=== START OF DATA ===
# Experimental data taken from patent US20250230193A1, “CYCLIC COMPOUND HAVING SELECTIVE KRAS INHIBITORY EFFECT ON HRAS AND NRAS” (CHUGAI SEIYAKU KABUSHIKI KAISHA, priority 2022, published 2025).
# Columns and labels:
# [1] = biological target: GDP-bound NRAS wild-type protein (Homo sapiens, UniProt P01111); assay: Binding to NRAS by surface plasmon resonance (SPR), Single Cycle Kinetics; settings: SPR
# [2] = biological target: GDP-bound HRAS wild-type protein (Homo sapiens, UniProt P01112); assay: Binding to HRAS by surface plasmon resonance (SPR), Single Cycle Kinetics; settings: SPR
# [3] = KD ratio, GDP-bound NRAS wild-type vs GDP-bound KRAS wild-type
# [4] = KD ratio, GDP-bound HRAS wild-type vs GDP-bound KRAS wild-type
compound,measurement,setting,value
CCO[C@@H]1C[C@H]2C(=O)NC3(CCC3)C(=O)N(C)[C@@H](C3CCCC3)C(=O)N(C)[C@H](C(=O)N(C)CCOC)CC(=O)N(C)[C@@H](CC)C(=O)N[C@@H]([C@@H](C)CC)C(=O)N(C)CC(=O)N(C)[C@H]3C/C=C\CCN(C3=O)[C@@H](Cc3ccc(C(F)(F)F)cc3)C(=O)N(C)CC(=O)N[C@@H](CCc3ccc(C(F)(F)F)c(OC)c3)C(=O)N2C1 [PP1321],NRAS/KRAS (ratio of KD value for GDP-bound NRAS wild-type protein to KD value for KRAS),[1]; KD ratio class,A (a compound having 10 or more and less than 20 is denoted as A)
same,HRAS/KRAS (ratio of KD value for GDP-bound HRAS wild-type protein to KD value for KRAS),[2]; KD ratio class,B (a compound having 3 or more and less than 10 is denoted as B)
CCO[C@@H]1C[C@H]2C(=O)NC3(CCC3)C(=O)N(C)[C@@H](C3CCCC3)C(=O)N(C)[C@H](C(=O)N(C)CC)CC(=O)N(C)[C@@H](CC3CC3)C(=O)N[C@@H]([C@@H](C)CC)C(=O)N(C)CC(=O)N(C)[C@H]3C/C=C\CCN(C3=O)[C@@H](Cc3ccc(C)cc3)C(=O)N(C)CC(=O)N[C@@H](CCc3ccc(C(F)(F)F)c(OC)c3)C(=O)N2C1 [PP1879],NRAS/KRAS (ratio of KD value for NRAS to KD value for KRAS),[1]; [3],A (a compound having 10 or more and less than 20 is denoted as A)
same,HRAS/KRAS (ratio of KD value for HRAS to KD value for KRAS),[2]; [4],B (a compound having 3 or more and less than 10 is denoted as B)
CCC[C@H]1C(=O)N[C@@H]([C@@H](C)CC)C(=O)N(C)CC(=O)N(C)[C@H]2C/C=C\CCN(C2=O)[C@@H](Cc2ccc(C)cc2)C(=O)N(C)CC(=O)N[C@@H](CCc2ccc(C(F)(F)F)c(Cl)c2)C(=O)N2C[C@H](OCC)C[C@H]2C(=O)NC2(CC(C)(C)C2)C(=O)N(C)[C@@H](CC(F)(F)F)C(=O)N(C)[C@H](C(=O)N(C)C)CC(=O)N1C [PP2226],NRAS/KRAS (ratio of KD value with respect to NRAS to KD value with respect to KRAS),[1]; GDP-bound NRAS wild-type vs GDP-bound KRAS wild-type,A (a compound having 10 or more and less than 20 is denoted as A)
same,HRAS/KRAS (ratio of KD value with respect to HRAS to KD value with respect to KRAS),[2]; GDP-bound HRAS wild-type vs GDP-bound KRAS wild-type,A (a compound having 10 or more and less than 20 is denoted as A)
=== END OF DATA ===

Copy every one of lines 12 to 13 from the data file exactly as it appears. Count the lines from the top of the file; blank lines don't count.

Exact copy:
CCC[C@H]1C(=O)N[C@@H]([C@@H](C)CC)C(=O)N(C)CC(=O)N(C)[C@H]2C/C=C\CCN(C2=O)[C@@H](Cc2ccc(C)cc2)C(=O)N(C)CC(=O)N[C@@H](CCc2ccc(C(F)(F)F)c(Cl)c2)C(=O)N2C[C@H](OCC)C[C@H]2C(=O)NC2(CC(C)(C)C2)C(=O)N(C)[C@@H](CC(F)(F)F)C(=O)N(C)[C@H](C(=O)N(C)C)CC(=O)N1C [PP2226],NRAS/KRAS (ratio of KD value with respect to NRAS to KD value with respect to KRAS),[1]; GDP-bound NRAS wild-type vs GDP-bound KRAS wild-type,A (a compound having 10 or more and less than 20 is denoted as A)
same,HRAS/KRAS (ratio of KD value with respect to HRAS to KD value with respect to KRAS),[2]; GDP-bound HRAS wild-type vs GDP-bound KRAS wild-type,A (a compound having 10 or more and less than 20 is denoted as A)